Step 7: Create The PCB
The method I used is the "toner transfer method". What you do is print the PCB design out on a laser printer. It MUST be a laser printer, inkjet printers use liquid ink that will not transfer like toner does. Then, cut the design out of the paper, leaving just a little white around it (just make it square, don't try to follow the lines). Clean the copper surface of a blank copper clad board, then lay the paper (printed side down) against the PCB. Notice that the printout is mirror imaged, this is on purpose as it will flip when transferred to the board.
Put the PCB blank side down against a heat resistant surface, with the paper face down on top of the copper. Then get a hot clothes iron and press it down against the paper. This will melt the toner, adhering it to the PCB. Put a fair amount of pressure down on it to make sure every bit of it melts. Lif the iron up, rotate it, and put it back down (don't drag it across the paper, you might smear the toner if it's hot). Keep changing the orientation to cover every bit of the paper with full heat. This may take a few tries to master the technique but it's an easy way to make nice boards on the cheap.
After heating, take the PCB and let it cool down (it will probably be too hot to pick up at first). After it's cool enough to carry, take it and submerge it in soapy warm water. VERY GENTLY start rubbing the back of the paper with your finger (not your fingernail, that will scratch the paper and could damage the transfer. After the water has soaked in a bit, you can start to gently pick apart the paper starting at the outside. You should be able to get at least the top layers of the paper to start to peel off without pulling up any of the toner. After most of the paper is gone, gently rub the paper with a bit of pressure to break up the paper fibers that still may have toner attached to them. Get as much of the paper as you can off without damaging the toner, you can etch around a bit of paper threads but once the toner is gone it is hard to fix.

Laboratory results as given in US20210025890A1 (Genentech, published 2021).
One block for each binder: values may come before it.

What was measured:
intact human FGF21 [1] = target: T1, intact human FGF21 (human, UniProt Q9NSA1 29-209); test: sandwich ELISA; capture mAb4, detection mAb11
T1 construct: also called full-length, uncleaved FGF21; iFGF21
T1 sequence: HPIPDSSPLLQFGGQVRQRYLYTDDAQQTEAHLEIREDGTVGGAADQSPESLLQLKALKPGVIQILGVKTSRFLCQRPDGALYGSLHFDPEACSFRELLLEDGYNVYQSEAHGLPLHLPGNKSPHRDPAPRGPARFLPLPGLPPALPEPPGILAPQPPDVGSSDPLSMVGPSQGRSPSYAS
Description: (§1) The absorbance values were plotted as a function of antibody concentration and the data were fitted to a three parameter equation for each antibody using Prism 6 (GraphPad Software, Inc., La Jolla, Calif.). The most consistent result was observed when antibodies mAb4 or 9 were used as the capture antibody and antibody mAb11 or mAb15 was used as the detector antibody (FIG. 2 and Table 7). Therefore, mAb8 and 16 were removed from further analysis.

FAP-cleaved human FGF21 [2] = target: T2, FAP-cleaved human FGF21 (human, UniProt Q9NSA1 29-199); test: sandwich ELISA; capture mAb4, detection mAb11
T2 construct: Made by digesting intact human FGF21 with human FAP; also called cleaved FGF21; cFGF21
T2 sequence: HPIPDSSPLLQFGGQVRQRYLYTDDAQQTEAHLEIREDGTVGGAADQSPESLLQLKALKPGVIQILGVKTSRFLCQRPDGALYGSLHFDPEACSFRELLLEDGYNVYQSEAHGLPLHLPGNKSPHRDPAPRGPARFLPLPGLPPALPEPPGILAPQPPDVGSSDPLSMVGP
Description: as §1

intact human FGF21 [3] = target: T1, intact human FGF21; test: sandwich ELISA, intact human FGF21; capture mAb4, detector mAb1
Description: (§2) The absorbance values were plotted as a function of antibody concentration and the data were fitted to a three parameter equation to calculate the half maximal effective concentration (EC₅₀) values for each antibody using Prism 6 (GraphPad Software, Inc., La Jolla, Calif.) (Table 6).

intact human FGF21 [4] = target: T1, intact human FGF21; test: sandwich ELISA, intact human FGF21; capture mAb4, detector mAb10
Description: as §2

If you mess up, you can use acetone (nail polish remover) to remove the toner and start over, you can also use a scouring pad to gently scrape it away, though a scouring pad may damage the copper layer if you use it too much. Keep trying until you get one that is perfect or very close. I had one pad fall off and a few minor breaks in mine. I touched them up with a Sharpie marker but the etchant still ate through it.
After you've got your board ready, cut the part of the board you want out of any board you want to keep unused with a dremel. Then take the board that you want to etch and stick it in some etchant solution (I used ferric chloride, but there are many things that will dissolve copper).
Wear rubber gloves when doing this, it will keep your hands from turning weird colors and staining things, also do this over some newspaper and I would recommend doing it in the garage or unfinished basement so you don't stain carpet or nice floors.
After etching, there should be no copper visible but under the black toner. This means it's ready, take the board out and then use acetone (nail polish remover) to get rid of the black toner and expose the copper. Now you're ready to solder, assuming there are no major missing parts (a little break isn't a big problem, you can bridge it with solder, a missing pad is harder to fix, but mine was close enough to the trace that it bridged easily.
After you get the toner off, use a tiny drill bit and a drill press to drill the holes. I used a cheap $15 drill with a "drill stand", a holder that makes a cheap drill into a cheap drill press. I used some tiny drill bits that were for model railroading to drill the tiny holes. There are a lot of holes to drill, don't miss any, and drill starting at the copper side because it's easy to line up the hole right where it's marked on the board. Take your time and it shouldn't be a problem.
After drilling the holes, go over the board and look for any spots where the copper didn't dissolve between two traces. There were a few spots that I had to cut out with a knife, one was the SCK line shorted with the AVCC and wouldn't program but works great after I scraped out the tiny flake of copper bridging the traces.